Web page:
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Supply Chain Management- PEPSICO

Submitted to:
Submitted by:
Prof. M.S Kumar
Saurav Dey

Table of Contents
Pepsi Co History
PepsiCo's Mission
Competitive and Supply Chain Strategies
PepsiCo's Supply Chain Management
Dificulties without Just -in-Time
Improvement with using Just-In-Time (JIT)
I2 Transportation.
I2 Supply Chain Visibility
E-solution by Hewlett Packard (HP).
Pepsi Bottling
The challenge
The solution
The results
Packaging as a tool for Supply chain management
Palletization Roadmap
PepsiCo's Frito Lay Supply Chain
From supplier to retailer
Competitive advantages
Pepsi Tropicana Supply Chain
Limitations of Pepsi Supply Chain over Coke

Supply Chain Management is the process of planning, implementing, and
controlling the operations of supply chain with the purpose to satisfy customer
requirements as efficiently as possible. Supply chain management spans all
movement and storage of raw materials, work-in-process inventory, and finished
goods from point-of-origin to point-of-consumption. It is a cross functional
approach to managing the movement of raw materials into an organization and
the movement of finished goods out of the organization toward the end
Supply Chain management is also the combination of art and science of
improving the way company finds the raw components it needs to make a
product or service and deliver it to customers. It seeks to enhance competitive
performance by closely integrating the internal functions within a company and
efectively linking them with external operations of suppliers and channel
members. In a supply chain, a company links to its supplier upstream and to its
distributors downstream in order to serve its customer. The goal of supply chain
management is to provide maximum customer service at the lowest possible
Success of a company now depends on efective global supply chain
management, its ability to deliver the right product to the right market at the
right time. The complexity involved in managing supply chains that span
continents and dominate markets demands strategies and systems that are
Managing Supply Chain for Global Competitiveness takes a strategic look at all of
the core functions of global supply chain management which includes product
design, planning and forecasting, sourcing, outsourcing, manufacturing, logistics,
distribution, and fulfilment.

Pepsi Co History
PepsiCo is a USA based company having its head quarters at New York with the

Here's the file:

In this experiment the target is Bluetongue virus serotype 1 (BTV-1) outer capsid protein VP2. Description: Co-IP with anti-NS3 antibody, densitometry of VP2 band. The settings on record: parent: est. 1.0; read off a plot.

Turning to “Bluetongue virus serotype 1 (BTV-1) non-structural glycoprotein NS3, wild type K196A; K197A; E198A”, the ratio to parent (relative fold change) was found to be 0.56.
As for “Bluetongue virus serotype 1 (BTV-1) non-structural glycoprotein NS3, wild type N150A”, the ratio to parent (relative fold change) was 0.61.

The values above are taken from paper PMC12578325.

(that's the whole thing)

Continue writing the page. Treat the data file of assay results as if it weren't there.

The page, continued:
net worth of $30-40 million. The average sales of the company are approx 90
million bottles per month. Pepsi made it first international move in Russia in
1959. During the Khrushchev era, within 32 years Pepsi emerged as the biggest
competitor for Coca Cola. Pepsi is available in 155 countries.
In any soft drink, on the globe Pepsi food is one of the largest soft drink
companies in the world with its headquarters in New York. It was invented by
Pharmacist Culab D. Baradham in 1898 to cure the disease Dyspepsia. It is
from this word that its name was related to Pepsi. Soon it entered the American
market as soft drink, which at that time mostly dominated by Coca Cola, but
soon Pepsi able to dominate the Cola market, and there after it never looked
back. Pepsi and Coca Cola are engaged in ferocious cola war that has taken the
whole world by storm.

Pepsi entered the Indian soft drink in Kanpur in 1988 and began its production in
May 1990 and soon it was giving the local contenders run for their money in soft
drink market. It comes out with dazzling marketing innovation that rocked the
cola market, like selling the product through function Pepsi outlets. Its
advertisement agency was Hindustan Thomson Association (HTA). Its
advertisement budget for 1995-1996 was valued at Rs. 24 crores which is likely
to be increased manifold in coming years.
Pepsi food is one of the largest and best foreign investments in India. Till today it
has invested Rs. 500 crores in India to develop the local market. Pepsi has
distributed exclusive franchises in India to bottle its total product. There are 28
bottling plant of Pepsi in India. Some are directly controlled by Pepsi and rest is
under various franchisees.
Pepsi stands 51st position among the fortune 500 companies of the world. Its